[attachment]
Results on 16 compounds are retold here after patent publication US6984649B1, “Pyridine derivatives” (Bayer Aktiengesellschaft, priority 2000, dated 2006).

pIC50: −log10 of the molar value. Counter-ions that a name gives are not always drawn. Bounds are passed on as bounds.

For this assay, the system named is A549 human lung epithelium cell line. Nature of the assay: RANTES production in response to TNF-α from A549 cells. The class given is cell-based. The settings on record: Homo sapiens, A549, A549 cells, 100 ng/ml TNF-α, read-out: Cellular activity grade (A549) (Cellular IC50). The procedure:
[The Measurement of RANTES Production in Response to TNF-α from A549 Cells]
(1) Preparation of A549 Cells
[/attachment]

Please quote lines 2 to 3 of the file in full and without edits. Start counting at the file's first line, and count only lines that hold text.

pIC50: −log10 of the molar value. Counter-ions that a name gives are not always drawn. Bounds are passed on as bounds.

For this assay, the system named is A549 human lung epithelium cell line. Nature of the assay: RANTES production in response to TNF-α from A549 cells. The class given is cell-based. The settings on record: Homo sapiens, A549, A549 cells, 100 ng/ml TNF-α, read-out: Cellular activity grade (A549) (Cellular IC50). The procedure: